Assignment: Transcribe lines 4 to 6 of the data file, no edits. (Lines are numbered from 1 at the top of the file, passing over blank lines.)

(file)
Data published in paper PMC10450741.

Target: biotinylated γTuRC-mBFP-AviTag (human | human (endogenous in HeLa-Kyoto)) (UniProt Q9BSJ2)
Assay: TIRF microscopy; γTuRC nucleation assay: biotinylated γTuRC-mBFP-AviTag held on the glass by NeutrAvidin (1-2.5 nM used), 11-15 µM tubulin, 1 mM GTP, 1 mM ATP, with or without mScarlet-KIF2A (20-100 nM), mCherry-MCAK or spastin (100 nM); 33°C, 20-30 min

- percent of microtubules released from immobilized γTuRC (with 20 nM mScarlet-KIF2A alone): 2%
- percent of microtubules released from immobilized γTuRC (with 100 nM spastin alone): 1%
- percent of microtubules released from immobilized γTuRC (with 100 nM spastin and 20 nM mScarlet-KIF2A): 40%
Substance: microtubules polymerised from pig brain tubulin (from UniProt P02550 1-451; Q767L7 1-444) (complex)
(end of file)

- percent of microtubules released from immobilized γTuRC (with 20 nM mScarlet-KIF2A alone): 2%
- percent of microtubules released from immobilized γTuRC (with 100 nM spastin alone): 1%
- percent of microtubules released from immobilized γTuRC (with 100 nM spastin and 20 nM mScarlet-KIF2A): 40%